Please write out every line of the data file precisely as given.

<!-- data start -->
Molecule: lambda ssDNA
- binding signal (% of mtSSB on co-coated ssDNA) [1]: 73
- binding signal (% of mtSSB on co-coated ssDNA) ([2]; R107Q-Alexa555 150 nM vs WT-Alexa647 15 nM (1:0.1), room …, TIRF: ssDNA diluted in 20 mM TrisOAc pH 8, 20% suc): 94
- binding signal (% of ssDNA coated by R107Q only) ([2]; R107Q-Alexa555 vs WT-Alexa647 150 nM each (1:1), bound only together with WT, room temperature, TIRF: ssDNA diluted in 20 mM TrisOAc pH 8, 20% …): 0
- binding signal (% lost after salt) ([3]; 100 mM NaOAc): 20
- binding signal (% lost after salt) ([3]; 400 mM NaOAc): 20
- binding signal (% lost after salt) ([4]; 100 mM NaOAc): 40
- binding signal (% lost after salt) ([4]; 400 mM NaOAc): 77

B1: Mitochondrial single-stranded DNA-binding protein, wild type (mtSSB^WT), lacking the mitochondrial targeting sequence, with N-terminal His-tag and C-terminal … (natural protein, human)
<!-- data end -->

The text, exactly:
Molecule: lambda ssDNA
- binding signal (% of mtSSB on co-coated ssDNA) [1]: 73
- binding signal (% of mtSSB on co-coated ssDNA) ([2]; R107Q-Alexa555 150 nM vs WT-Alexa647 15 nM (1:0.1), room …, TIRF: ssDNA diluted in 20 mM TrisOAc pH 8, 20% suc): 94
- binding signal (% of ssDNA coated by R107Q only) ([2]; R107Q-Alexa555 vs WT-Alexa647 150 nM each (1:1), bound only together with WT, room temperature, TIRF: ssDNA diluted in 20 mM TrisOAc pH 8, 20% …): 0
- binding signal (% lost after salt) ([3]; 100 mM NaOAc): 20
- binding signal (% lost after salt) ([3]; 400 mM NaOAc): 20
- binding signal (% lost after salt) ([4]; 100 mM NaOAc): 40
- binding signal (% lost after salt) ([4]; 400 mM NaOAc): 77

B1: Mitochondrial single-stranded DNA-binding protein, wild type (mtSSB^WT), lacking the mitochondrial targeting sequence, with N-terminal His-tag and C-terminal … (natural protein, human)